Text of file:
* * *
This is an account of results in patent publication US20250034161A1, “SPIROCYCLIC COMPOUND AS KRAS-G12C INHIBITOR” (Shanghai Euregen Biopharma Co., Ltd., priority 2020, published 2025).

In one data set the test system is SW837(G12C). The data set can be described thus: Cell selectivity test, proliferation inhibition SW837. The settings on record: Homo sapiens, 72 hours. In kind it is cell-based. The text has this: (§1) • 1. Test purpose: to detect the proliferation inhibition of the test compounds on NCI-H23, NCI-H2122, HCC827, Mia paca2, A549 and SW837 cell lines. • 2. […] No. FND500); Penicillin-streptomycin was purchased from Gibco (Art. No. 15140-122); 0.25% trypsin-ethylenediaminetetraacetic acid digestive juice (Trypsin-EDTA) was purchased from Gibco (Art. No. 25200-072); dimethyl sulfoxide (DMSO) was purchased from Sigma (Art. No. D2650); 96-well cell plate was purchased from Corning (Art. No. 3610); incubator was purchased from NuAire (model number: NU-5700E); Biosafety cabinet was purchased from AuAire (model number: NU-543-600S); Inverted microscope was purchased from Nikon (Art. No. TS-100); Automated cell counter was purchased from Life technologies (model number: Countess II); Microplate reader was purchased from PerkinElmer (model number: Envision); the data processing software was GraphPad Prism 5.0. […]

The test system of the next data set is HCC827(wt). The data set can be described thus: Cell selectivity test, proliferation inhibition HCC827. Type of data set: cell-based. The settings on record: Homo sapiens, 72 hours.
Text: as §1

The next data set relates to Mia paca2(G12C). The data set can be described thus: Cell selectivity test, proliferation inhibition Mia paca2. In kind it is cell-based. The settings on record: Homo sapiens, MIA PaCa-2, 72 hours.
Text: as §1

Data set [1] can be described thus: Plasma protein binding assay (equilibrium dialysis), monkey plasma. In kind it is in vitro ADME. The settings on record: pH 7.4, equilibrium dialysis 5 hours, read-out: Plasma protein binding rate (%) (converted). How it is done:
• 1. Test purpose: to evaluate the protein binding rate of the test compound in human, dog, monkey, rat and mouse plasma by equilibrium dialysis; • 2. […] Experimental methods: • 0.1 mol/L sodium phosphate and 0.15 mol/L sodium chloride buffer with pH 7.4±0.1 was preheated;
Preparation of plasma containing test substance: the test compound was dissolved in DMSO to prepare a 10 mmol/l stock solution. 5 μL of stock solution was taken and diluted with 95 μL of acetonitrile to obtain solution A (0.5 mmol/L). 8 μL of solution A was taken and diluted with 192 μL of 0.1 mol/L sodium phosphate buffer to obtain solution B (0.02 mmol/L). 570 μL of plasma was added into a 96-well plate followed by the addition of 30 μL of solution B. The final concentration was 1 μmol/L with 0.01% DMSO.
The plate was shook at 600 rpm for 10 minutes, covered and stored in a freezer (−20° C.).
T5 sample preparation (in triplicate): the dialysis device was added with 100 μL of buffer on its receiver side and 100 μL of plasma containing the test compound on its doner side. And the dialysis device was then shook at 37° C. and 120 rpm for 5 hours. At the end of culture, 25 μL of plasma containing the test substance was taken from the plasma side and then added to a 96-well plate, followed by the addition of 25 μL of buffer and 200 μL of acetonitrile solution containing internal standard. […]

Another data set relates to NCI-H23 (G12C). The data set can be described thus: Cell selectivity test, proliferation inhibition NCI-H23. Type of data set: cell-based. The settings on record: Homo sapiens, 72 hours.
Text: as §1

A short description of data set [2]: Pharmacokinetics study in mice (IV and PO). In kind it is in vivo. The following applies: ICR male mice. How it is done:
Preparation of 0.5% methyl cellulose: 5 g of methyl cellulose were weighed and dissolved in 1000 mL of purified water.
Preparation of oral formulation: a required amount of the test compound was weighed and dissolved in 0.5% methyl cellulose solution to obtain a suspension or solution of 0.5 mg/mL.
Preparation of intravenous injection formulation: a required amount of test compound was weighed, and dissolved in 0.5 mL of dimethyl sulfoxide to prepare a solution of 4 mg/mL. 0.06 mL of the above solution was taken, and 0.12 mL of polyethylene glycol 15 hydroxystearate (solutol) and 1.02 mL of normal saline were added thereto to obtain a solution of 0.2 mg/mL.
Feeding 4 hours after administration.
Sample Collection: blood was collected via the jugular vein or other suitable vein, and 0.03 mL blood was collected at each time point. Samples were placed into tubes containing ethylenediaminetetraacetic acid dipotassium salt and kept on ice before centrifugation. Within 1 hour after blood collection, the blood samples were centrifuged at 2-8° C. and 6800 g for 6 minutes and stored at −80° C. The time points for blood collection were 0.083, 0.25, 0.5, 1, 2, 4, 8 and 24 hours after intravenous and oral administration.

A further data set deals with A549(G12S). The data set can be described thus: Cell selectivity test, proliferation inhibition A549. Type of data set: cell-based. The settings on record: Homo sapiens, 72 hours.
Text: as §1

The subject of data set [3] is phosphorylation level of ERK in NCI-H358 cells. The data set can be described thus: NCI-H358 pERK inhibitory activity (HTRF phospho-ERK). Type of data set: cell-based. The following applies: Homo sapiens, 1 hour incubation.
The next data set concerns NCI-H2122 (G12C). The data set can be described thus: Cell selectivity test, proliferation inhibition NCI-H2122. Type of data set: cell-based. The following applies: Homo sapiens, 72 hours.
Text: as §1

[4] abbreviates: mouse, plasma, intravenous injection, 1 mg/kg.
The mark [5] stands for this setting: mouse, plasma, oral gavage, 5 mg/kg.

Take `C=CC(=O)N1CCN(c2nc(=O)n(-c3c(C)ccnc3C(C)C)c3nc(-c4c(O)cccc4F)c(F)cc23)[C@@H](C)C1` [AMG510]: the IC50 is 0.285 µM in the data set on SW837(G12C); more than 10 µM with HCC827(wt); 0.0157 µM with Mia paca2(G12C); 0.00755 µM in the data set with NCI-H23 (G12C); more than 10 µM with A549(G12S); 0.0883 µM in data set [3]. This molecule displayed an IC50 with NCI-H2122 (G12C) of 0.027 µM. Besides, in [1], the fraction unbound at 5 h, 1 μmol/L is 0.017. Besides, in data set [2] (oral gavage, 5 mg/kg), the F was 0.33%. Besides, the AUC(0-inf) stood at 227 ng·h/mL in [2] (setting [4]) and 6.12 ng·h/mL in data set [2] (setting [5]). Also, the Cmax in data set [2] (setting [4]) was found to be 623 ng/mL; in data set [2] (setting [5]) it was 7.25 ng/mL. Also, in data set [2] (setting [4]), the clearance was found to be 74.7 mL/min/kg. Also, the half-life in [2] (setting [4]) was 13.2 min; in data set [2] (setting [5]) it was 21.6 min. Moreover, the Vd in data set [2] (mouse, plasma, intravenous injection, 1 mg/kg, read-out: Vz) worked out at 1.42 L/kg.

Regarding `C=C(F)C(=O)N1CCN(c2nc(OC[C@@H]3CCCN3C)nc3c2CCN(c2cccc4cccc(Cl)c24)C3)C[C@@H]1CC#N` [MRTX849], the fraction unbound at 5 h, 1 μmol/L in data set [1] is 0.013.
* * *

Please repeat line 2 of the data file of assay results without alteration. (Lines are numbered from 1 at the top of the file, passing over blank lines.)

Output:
In one data set the test system is SW837(G12C). The data set can be described thus: Cell selectivity test, proliferation inhibition SW837. The settings on record: Homo sapiens, 72 hours. In kind it is cell-based. The text has this: (§1) • 1. Test purpose: to detect the proliferation inhibition of the test compounds on NCI-H23, NCI-H2122, HCC827, Mia paca2, A549 and SW837 cell lines. • 2. […] No. FND500); Penicillin-streptomycin was purchased from Gibco (Art. No. 15140-122); 0.25% trypsin-ethylenediaminetetraacetic acid digestive juice (Trypsin-EDTA) was purchased from Gibco (Art. No. 25200-072); dimethyl sulfoxide (DMSO) was purchased from Sigma (Art. No. D2650); 96-well cell plate was purchased from Corning (Art. No. 3610); incubator was purchased from NuAire (model number: NU-5700E); Biosafety cabinet was purchased from AuAire (model number: NU-543-600S); Inverted microscope was purchased from Nikon (Art. No. TS-100); Automated cell counter was purchased from Life technologies (model number: Countess II); Microplate reader was purchased from PerkinElmer (model number: Envision); the data processing software was GraphPad Prism 5.0. […]